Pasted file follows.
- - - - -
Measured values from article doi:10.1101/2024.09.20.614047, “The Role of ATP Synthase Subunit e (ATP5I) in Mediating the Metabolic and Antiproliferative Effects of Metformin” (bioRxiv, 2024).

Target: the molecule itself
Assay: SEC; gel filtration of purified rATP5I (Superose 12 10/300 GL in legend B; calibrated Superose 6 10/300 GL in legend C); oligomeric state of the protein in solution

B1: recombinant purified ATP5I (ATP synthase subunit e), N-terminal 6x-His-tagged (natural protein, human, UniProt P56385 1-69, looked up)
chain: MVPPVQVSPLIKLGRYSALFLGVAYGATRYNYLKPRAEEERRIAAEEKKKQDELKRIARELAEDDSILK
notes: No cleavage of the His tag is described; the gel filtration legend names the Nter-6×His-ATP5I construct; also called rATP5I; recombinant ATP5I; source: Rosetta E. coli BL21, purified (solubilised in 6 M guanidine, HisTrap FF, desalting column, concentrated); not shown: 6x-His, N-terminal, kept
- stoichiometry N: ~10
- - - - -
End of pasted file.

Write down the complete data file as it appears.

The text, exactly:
Measured values from article doi:10.1101/2024.09.20.614047, “The Role of ATP Synthase Subunit e (ATP5I) in Mediating the Metabolic and Antiproliferative Effects of Metformin” (bioRxiv, 2024).

Target: the molecule itself
Assay: SEC; gel filtration of purified rATP5I (Superose 12 10/300 GL in legend B; calibrated Superose 6 10/300 GL in legend C); oligomeric state of the protein in solution

B1: recombinant purified ATP5I (ATP synthase subunit e), N-terminal 6x-His-tagged (natural protein, human, UniProt P56385 1-69, looked up)
chain: MVPPVQVSPLIKLGRYSALFLGVAYGATRYNYLKPRAEEERRIAAEEKKKQDELKRIARELAEDDSILK
notes: No cleavage of the His tag is described; the gel filtration legend names the Nter-6×His-ATP5I construct; also called rATP5I; recombinant ATP5I; source: Rosetta E. coli BL21, purified (solubilised in 6 M guanidine, HisTrap FF, desalting column, concentrated); not shown: 6x-His, N-terminal, kept
- stoichiometry N: ~10